Surrealism is NOT Dead – An Interview with Surreal Artist DINO VALLS

“The early works of analysis of the unconscious, that inspired the surrealist movement, have been developing by time.”

Dino Valls a Spanish Artist whose works display Uncanny-Surreal forms of mostly women portraiture and figures. The detail of his work is breathtakingly realistic which makes the viewer intrigued with his choice of mysterious elements. Most of his paintings represent Valls’ Degree in Medicine & Surgery, which are shown in representational symbolic intricate details, which can be seen once you look deep inside his works. What I found surreal about Dino Valls work is a new perspective of Surrealism  and have always wondered about his developmental processes and methods.


-What/who are your main inspirations that may have an influence in your work?

My work has always been focused on the human being, mainly in its psychic dimension. On one hand, my main influence has evidently been inspired from  history of art , taking inspirations from historic disciplines. On the other hand, inspirations are taken within the study of the human being derived from my licentiate degree in Medicine, the anatomy, my interest for psychology, phylogeny, etc.

-What do you think Surrealism means? And what makes an art work Surreal?

I think that it’s referred to the creative labor centered in the sphere of the unconscious, projected in artistic appearances by means of figurative representations, although inhabiting sceneries unfasten from rational codes.

-Do you think Surrealism is dead? If no, is there a difference between Surreal art work during the Surrealist movement, than of today’s contemporary artists?

Surrealism is a term that defines one creative movement developed during one limited period derived from the past century. I don’t like the contemporary use of this designation. The psycho-social coordinates in which nowadays are created are very different to the works during the Surrealism movement . The early works of analysis of the unconscious, that inspired the surrealist movement, have been developing by time. There is also a development in the perception of the unconscious contents, which is formed by society and also by contemporary artists.

-Aesthetically, your drawings and paintings have a similar approach to Surrealists. What are your techniques to come up with such ideas? Do you use any specific idea generation methods that you use to come up with your ideas? Such as lucid dreaming, automatism, interpretation of dreams, childhood memories etc.. If you do not use any methods how do you come up with such images?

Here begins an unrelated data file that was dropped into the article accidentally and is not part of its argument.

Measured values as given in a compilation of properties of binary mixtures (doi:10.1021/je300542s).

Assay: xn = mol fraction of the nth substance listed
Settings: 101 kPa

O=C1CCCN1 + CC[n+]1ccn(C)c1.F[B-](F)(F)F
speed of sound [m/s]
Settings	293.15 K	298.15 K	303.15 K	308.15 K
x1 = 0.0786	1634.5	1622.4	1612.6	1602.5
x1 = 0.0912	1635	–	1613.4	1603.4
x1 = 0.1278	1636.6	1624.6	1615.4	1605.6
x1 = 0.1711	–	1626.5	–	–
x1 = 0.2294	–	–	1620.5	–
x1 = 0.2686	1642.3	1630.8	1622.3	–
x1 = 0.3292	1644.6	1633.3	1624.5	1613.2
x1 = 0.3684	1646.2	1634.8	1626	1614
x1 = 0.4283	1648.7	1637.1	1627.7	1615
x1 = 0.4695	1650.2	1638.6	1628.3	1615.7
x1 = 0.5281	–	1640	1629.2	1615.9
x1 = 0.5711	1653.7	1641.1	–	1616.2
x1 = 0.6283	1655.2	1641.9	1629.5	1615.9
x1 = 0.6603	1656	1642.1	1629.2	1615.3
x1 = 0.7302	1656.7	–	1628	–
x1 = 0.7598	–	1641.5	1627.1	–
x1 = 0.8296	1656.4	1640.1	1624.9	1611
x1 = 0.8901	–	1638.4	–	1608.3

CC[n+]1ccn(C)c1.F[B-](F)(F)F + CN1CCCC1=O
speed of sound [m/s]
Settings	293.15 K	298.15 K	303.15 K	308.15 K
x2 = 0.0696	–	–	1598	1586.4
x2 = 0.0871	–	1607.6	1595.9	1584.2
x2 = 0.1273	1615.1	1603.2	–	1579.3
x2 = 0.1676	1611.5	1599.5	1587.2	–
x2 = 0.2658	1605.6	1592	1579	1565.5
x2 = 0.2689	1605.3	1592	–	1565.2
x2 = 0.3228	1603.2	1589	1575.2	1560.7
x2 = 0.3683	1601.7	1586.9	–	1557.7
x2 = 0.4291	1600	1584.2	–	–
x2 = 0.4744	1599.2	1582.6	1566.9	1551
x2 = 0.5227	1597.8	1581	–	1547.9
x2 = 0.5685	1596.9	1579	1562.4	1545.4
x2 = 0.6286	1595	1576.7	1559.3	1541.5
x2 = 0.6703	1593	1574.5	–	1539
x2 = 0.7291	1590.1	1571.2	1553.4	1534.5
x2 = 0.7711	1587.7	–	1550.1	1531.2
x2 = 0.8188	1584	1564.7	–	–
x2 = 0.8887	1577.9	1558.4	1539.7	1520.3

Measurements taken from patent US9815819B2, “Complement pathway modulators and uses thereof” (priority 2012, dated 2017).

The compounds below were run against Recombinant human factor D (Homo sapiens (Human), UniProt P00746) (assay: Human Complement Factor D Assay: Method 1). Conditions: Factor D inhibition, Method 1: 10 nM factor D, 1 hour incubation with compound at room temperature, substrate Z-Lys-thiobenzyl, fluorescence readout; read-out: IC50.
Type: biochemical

My work has a similar approach to early Surrealists as my work consists of having a figurative composition that lack of a rational logic that can easily define the work. But my creative labor differs with that of surrealists. Early Surrealists most of the time used the method of interpreting images emerged from the unconscious. Generally the methods I use for my work is to thoroughly go to a process of analyzing of a specific theme or image from my unconscious.This is then subsequently rationally re-elaborated through its link with our culture and reason, looking for those symbolical and anthropological elements that relate to them with a personal collective history. An example of a particular process is emerging more images and concepts by connecting other elements and themes/images together. This irrational content is usually represented in a scientific or clinical aesthetic forms which involves descriptions and taxonomy. I have been using this type of deep introspective method in order to generate these images, from my early works.By time I discovered that it was quite similar to the method of ‘Active Imagination’; described by Jung and Marie- Louise von Franz.

-What is your message, you want your work to exhibit?

My aim is for the viewer to look at my paintings and translate the art work into a  “projective test”, presented in a form of a mirror of the viewer’s own unconscious, personal and collective memories and thoughts.

Dino Valls, March 2017

The interview was conducted to gain primary research and obtain a different perspective, solely for the purpose of Research.

What do you think? Do you think Surrealism is Dead?
Tell us in the comments section..


PE̲RSPETTIVA– Kelsey May Connor

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